Magnier's Christmas clash off

 

The Gold Cup contenders Nick Dundee and Native Upmanship, which race in the colours of John Magnier's wife, Sue, may not after all clash in Leopardstown's Ericsson Chase.

Both were nominated for the Christmas feature on December 28th after winning at the weekend, but a Magnier spokesman has been quoted as saying: "I would be very surprised if they wanted them to run in the same race before Cheltenham."

Native Upmanship's trainer, Arthur Moore, is waiting to speak to the owner, as is Edward O'Grady, who performed a remarkable feat of training by getting Nick Dundee successfully back to the racecourse. But it looks as if one of the trainers is going to have to come up with an alternative plan.

Nick Dundee and Native Upmanship are both 14 to 1 with Paddy Power for the Gold Cup.

"I'd like to think the Ericsson will be (Nick Dundee's) next race, but it does have to be discussed," O'Grady said yesterday. "The horse is in great form, but there are not a lot of options or alternatives for him."

On racing's political front, the Irish Horseracing Authority (IHA) chief executive, Martin Moore, has welcomed the Aga Khan's Moyglare Stud speed in which the top owner called for improved prizemoney for the lower and middle sectors of the sport.

"His sentiments are something we in the IHA have recognised in our objectives for the last number of years," said Moore.

"We have looked for a balance to our overall use of funding. We've recognised that minimum values have had to be increased and we've done our best to put such schemes in place. We've moved a long way in the last few years, such as now having a £7,000 minimum value for a maiden hurdle on a Grade Three track.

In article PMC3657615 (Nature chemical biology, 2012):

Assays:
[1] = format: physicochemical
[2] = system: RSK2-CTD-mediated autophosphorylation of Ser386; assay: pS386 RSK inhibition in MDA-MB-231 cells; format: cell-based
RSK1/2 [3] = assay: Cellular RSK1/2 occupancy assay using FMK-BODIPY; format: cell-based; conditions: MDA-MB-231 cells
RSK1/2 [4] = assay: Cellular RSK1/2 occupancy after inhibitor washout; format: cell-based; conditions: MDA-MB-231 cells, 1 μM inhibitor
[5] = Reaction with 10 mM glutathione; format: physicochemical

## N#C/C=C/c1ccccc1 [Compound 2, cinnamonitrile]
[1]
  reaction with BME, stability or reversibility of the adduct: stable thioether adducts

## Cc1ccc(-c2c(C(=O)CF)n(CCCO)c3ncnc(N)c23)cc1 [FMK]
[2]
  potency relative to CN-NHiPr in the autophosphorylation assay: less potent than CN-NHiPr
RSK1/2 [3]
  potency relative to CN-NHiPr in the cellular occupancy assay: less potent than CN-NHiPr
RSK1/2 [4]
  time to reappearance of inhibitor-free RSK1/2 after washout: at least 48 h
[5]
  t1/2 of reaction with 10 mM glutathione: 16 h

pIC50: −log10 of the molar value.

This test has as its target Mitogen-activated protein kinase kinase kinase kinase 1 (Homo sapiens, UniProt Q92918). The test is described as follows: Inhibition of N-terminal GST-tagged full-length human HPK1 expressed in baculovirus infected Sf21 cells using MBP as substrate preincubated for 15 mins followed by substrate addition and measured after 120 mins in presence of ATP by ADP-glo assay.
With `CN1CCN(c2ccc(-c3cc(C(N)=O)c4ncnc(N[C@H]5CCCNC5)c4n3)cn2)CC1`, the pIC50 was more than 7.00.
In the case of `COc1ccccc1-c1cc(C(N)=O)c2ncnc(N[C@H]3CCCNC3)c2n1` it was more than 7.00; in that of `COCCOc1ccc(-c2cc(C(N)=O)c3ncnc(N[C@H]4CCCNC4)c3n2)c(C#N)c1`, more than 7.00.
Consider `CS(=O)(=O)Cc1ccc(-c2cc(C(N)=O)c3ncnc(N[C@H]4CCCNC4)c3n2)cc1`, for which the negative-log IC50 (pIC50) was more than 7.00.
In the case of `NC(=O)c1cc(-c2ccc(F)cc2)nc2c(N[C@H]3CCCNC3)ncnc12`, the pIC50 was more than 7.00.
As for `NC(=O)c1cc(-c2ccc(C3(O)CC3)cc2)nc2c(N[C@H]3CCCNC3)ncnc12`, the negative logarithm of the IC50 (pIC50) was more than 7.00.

"But we do have to have a balance," Moore continued, "and we need reasonable money levels to attract the top horses here. As things stand, prizemoney for the Guineas and Oaks here are way out of line with the prizemoney levels in Britain."

Moore was responding to the Aga Khan's questioning of "a global competition as to which country can disburse the highest amounts of money to its premium classics."

Today's racing is at Fairyhouse, where Native Upmanship's rider, Conor O'Dwyer, can continue his sparkling recent run of form.

The Gold Cup winning rider, widely recognised as one of the country's foremost steeplechase jockeys, has secured the mount on the high-class Take Five in the Mulhuddart Beginners Chase, and although the horse hasn't appeared since runnerup to Rubahunish at the Cheltenham festival, Take Five looks the one to keep an eye on here.

O'Dwyer also has chances on Native Of Kerry in the novice handicap hurdle, and On Your Marks in the opener, although the latter may be vulnerable to a very smart newcomer, such as the Ruby Walsh-ridden Fruit Defendu.

The nap, however, goes to the front-running Alcapone in the other Beginners Chase. David Casey, another top chase jockey, rides the Mouse Morris horse who ran a fine second last time to Well Ridden.

That horse is considered by many to be a Cheltenham prospect, and it was only by a neck that Alcapone failed to him at Navan after having made a slight mistake at the last.